You’ve heard the Big Data buzzword here, there and everywhere… but as an energy manager, how well do you understand the importance of data quality? Does energy data quality control really play a big role into your day-to-day work activities?
Here at DEXMA we know that it’s important to take a much closer look at Big Data in energy management. That’s why interviewed the newest member of our energy data science team, Juan Carlos Fernández, who tells us the importance of energy data quality lies in the fact that “when it comes to making decisions, it can mean the difference between right and wrong” for energy managers.
Hi Juan Carlos! Tell us a bit about yourself and your role at DEXMA?
I’m part of the Data Science Team here at DEXMA. Our job is to use Big Data, Machine Learning, mathematical models and statistics to leverage the DEXMA database as much as we can. By extracting and leveraging the insights in that database, we can create useful algorithms to help our clients save more energy.
How would you define the Big Data concept in 1 sentence?
In just one sentence? – The Industrial Revolution of our time.
What affect does energy data quality have on energy consumption?
Basically, without quality data, the artificial intelligence algorithms would be less precise or might not even be usable in production. When it comes to making smart energy decisions, poor quality data can lead energy managers down the wrong path.
What are the most common errors that can occur if we have a data quality problem?
The most common mistake tends to be the blind accumulation of data with the idea of simply “saving” or storing them without planning or controlling for quality.
Many also tend to overlook the importance of metadata which is the part that puts context to the data, which is essential to obtain insights and make informed decisions.
What is the most difficult part of achieving high data quality? Is there a secret to it?
The “data supply chain” from when the data is received until it is stored in a database has many critical points along it. A small error in one of these points can cause a catastrophic error in the database, because errors propagate and become amplified as the data keeps flowing.
There is no magic formula to this, unfortunately. The key lies in data quality metrics and constant monitoring and follow-up. And of course there are applications to can help with that, like the Data Quality App we built. Quality data allows for modelling on a robust basis.
What are some things that energy managers should know about data quality?
Energy managers should ask themselves the following three questions:
- What percentage of data will I keep? Which parts of my installation or site are not being monitored?
- How much data am I losing? Do they make sense from a statistical point of view?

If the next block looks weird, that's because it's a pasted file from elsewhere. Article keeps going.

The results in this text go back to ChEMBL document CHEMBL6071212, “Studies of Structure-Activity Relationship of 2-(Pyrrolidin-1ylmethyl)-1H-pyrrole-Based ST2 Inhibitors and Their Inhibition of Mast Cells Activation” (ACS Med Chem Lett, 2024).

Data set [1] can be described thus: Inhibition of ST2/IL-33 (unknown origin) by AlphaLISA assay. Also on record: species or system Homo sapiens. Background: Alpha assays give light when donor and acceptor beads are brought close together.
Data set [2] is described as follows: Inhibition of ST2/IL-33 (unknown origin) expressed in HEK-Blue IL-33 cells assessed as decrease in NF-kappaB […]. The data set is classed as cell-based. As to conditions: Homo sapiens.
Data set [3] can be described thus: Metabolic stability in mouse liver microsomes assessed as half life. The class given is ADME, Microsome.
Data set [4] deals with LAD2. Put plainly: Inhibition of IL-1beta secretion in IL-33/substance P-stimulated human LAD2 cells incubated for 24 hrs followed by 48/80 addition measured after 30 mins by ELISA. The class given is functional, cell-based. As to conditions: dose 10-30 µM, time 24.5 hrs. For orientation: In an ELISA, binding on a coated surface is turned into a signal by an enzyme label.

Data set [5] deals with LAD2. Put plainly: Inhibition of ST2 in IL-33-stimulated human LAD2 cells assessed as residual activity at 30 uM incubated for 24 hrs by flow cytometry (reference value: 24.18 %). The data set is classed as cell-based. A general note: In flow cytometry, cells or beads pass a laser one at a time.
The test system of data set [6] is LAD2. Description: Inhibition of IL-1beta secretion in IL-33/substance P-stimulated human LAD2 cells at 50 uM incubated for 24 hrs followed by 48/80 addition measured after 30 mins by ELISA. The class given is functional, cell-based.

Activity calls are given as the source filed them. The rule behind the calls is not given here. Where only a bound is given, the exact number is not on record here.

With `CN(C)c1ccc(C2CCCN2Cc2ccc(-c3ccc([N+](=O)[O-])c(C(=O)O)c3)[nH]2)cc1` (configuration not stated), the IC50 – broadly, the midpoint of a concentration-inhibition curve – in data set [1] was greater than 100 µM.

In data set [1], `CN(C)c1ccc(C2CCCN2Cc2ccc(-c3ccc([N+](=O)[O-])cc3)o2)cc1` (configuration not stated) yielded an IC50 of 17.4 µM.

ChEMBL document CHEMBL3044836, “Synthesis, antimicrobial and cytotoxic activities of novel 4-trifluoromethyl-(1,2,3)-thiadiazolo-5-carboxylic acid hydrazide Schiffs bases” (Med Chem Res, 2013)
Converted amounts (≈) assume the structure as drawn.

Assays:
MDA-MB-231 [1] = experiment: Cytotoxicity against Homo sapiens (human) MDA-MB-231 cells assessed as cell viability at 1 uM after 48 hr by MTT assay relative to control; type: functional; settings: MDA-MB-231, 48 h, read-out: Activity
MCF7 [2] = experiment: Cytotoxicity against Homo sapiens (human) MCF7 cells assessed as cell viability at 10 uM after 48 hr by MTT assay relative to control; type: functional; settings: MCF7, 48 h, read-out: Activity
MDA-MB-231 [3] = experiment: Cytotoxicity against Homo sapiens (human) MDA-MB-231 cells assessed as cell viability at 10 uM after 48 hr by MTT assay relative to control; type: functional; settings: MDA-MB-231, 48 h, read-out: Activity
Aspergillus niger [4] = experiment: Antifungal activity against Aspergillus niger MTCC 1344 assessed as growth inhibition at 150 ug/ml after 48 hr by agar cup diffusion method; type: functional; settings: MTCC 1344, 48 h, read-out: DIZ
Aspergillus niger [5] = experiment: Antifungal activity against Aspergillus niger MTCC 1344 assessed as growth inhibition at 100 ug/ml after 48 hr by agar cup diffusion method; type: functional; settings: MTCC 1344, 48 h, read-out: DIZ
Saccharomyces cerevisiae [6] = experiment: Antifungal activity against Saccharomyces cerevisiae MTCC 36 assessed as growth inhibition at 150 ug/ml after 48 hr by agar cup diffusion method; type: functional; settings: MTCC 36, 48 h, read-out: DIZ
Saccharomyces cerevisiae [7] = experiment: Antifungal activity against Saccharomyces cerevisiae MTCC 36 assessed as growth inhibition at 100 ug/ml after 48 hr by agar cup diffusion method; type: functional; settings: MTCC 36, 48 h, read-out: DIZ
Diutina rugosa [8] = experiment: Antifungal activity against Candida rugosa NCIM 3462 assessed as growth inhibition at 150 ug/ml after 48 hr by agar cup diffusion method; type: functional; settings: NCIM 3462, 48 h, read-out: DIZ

- Is all the data that comes in labelled correctly? Is metadata well-defined and labelled?
If the answer to any of these is no, or unknown, energy managers might run into quality problems with their database.
How do we ensure energy data quality here at DEXMA?
At DEXMA we have a replicated Big Data infrastructure with metrics and alarms. A quality metric is a mathematical measure of how good or robust our data are. DEXMA metrics are in real time, which is good because if at any time the quality falls below certain levels, the alarms jump and we can act immediately to correct it.
Can you share some specific examples of energy data verification we do here at DEXMA?
Our development team carries out multiple verifications, some of which are:
- Filters that detect abnormal values produced by errors in the meters (zeros or very high values).
- Detectable alerts for missing data, that is, you can set an alert to let you know if your meter has stopped sending data.
- We also do data weights in case of periods with missing data, which means that if at any moment a very large amount of data is detected that actually corresponds to a period of time during which nothing was received and receives them all at once, a weighting is made that gives us the actual consumption.
- “Tunnel alerts” for energy consumption. The system calculates a consumption pattern that should have a meter based on the consumption of the last weeks, and can indicate the margin of error.
Any extra advice for energy professionals working with Big Data in energy management?
If you are reading this you probably already know it, but in the future, the difference between a good and an excellent product will be the quality of the data on which each one is based.
Improving your energy database today can be a great competitive advantage tomorrow. Think of it as investing in the future.
After this interview with Juan Carlos, we can see how data and its quality forms an integral part of our business as energy professionals. Thanks to Juan Carlos for his time and sharing his knowledge to help us learn more about Big Data in energy management.
To see real examples of energy data quality control in action, why not check out a free video training session: